About Diabetes

Almost 1.5 million Ontarians have diabetes. Most can lead healthy lives if they:

  • eat a balanced diet
  • exercise regularly
  • maintain a healthy weight
  • manage blood glucose levels, taking insulin if needed

Ontario offers a number of programs to help people with diabetes improve their quality of life and avoid complications.

If not treated or properly managed, diabetes can cause a number of serious health problems. These include heart disease and stroke, kidney disease, eye disease, erectile dysfunction (impotence), and nerve damage.

 

Resources

The Diabetes and You Tool Kit – A diabetes tutorial with easy-to understand fact sheets and short videos to help you manage your disease. You can order the Kit through Service Ontario.

Diabetes fact sheets, organized by topics are available to download in 13 languages. Watch these diabetes videos for tips from experts to help you lead a healthier life.

Who is more likely to get diabetes?

You are more likely to get diabetes if you:

  • are of Aboriginal, Asian, South Asian or African descent
  • are overweight (especially if you carry most of your weight around your middle)
  • have a parent, brother or sister with diabetes
  • have health complications associated with diabetes, such as eye, nerve or kidney problems
  • gave birth to a baby weighing more than 4 kg (9 lbs)
  • had diabetes while you were pregnant
  • have a history of impaired glucose tolerance, impaired fasting glucose or pre-diabetes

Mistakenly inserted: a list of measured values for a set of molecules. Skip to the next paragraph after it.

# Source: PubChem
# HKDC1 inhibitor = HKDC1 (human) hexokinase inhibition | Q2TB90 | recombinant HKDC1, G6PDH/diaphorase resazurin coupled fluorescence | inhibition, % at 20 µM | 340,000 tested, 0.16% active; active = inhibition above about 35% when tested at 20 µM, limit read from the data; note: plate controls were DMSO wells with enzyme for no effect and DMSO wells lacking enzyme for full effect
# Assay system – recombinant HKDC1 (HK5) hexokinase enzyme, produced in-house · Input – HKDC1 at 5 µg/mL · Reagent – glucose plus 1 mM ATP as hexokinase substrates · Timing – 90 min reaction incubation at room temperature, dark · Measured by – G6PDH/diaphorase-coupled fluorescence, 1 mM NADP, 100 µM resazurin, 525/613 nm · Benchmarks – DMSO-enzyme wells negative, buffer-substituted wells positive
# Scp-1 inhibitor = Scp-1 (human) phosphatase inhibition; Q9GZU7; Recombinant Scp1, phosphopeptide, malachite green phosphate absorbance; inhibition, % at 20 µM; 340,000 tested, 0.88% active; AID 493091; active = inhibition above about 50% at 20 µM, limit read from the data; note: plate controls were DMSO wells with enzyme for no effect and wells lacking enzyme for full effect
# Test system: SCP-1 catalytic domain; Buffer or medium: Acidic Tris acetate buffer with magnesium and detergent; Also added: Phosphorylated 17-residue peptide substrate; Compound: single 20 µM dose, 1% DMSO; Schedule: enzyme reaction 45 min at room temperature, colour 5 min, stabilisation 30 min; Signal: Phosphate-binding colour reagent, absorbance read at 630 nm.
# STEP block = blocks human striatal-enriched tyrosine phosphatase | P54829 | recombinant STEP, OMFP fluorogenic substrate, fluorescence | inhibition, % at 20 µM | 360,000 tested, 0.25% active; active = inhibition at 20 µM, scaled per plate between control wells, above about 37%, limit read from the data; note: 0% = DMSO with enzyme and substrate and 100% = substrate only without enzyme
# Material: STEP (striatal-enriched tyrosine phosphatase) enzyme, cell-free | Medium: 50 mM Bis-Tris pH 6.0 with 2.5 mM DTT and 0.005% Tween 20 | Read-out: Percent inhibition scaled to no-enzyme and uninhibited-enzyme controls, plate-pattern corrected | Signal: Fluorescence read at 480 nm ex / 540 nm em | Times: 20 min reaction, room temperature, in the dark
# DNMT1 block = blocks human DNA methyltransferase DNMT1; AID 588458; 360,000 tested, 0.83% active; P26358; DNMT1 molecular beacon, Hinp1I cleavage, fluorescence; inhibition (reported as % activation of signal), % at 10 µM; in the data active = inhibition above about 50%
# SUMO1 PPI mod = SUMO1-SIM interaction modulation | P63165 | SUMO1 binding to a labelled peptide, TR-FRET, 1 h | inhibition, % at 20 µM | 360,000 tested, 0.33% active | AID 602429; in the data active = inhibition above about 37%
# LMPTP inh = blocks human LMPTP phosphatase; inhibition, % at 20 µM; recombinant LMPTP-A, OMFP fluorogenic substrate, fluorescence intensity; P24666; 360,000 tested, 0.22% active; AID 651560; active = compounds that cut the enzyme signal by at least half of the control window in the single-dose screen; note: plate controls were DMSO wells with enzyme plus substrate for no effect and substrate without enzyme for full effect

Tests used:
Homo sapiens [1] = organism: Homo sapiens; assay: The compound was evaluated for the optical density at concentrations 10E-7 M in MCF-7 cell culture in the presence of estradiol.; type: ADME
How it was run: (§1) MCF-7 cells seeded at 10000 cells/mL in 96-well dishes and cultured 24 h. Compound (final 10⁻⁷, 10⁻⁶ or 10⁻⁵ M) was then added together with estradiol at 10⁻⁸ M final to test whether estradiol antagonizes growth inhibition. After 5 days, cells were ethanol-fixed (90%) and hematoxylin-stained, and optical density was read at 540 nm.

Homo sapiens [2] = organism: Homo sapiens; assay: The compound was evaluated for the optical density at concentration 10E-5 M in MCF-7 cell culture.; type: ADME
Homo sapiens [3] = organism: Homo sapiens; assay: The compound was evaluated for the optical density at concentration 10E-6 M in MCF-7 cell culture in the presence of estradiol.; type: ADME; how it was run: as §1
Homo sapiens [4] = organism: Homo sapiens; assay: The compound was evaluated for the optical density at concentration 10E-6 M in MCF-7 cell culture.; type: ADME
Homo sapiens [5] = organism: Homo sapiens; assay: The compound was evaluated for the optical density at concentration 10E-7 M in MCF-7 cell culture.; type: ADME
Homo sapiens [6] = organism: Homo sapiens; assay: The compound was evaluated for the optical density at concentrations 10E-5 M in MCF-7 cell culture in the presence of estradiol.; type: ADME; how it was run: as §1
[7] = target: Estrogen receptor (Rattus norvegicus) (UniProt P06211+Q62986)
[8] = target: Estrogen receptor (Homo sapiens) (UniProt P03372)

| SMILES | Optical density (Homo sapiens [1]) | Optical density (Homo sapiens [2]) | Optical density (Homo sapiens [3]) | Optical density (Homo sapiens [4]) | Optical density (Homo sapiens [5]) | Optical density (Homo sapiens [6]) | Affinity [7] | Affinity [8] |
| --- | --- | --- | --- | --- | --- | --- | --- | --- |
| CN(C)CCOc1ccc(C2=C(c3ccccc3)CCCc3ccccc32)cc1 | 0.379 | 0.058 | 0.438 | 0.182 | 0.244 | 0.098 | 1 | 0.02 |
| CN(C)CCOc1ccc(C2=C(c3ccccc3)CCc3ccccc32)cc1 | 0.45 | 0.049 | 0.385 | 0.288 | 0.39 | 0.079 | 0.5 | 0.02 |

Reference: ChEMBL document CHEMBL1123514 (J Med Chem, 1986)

• have high blood pressure
  • have high cholesterol or other high levels of fats in the blood
  • use glucocorticoid medication
  • have been diagnosed with any of the following conditions:
    • polycystic ovary syndrome
    • acanthosis nigricans (darkened patches of skin)
    • schizophrenia
    • obstructive sleep apnea

Diabetes symptoms

You can get diabetes even if you don’t have any of the common risk factors in the list above.

If you are developing diabetes or high blood glucose, your body will often show signs like:

  • feeling more thirsty
  • frequent urination
  • a sudden weight gain or loss
  • low energy or feeling more tired than usual
  • blurred vision
  • frequent or repeat infections
  • injuries, such as cuts and bruises, that are slow to heal
  • tingling or no feeling in your hands or feet
  • trouble getting or maintaining an erection

If you have symptoms like these, talk to your health care provider.

– Originally published at: https://www.ontario.ca/page/preventing-and-living-diabetes

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